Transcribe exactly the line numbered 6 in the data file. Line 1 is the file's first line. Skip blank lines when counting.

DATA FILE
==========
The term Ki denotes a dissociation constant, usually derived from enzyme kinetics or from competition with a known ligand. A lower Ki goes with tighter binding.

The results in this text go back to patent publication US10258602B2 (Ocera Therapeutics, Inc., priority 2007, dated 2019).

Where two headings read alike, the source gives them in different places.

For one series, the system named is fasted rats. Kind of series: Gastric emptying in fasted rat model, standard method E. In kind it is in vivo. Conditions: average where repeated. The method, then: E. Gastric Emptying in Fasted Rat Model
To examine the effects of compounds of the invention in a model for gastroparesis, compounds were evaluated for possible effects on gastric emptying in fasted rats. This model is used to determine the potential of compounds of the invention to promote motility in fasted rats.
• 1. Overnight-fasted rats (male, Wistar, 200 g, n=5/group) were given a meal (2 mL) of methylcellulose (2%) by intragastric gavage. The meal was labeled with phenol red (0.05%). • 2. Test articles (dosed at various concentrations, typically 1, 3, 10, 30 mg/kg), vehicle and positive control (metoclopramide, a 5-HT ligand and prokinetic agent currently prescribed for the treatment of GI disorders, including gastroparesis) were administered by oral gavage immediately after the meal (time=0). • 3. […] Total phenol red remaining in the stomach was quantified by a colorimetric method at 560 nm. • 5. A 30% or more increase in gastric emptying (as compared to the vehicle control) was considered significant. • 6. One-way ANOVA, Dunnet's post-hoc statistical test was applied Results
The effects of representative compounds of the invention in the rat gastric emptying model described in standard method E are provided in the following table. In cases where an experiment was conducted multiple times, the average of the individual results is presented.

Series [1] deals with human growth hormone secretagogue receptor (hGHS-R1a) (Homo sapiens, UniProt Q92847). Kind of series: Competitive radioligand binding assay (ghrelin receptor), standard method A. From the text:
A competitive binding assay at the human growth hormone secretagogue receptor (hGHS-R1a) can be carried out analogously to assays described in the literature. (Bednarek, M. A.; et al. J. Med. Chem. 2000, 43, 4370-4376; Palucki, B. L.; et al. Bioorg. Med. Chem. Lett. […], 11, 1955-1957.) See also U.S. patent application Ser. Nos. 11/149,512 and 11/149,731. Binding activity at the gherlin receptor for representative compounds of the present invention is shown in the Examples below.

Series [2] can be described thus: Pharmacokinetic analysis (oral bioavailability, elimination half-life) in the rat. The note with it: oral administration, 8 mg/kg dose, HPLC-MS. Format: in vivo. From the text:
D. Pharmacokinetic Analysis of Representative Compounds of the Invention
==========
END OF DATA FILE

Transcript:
• 1. Overnight-fasted rats (male, Wistar, 200 g, n=5/group) were given a meal (2 mL) of methylcellulose (2%) by intragastric gavage. The meal was labeled with phenol red (0.05%). • 2. Test articles (dosed at various concentrations, typically 1, 3, 10, 30 mg/kg), vehicle and positive control (metoclopramide, a 5-HT ligand and prokinetic agent currently prescribed for the treatment of GI disorders, including gastroparesis) were administered by oral gavage immediately after the meal (time=0). • 3. […] Total phenol red remaining in the stomach was quantified by a colorimetric method at 560 nm. • 5. A 30% or more increase in gastric emptying (as compared to the vehicle control) was considered significant. • 6. One-way ANOVA, Dunnet's post-hoc statistical test was applied Results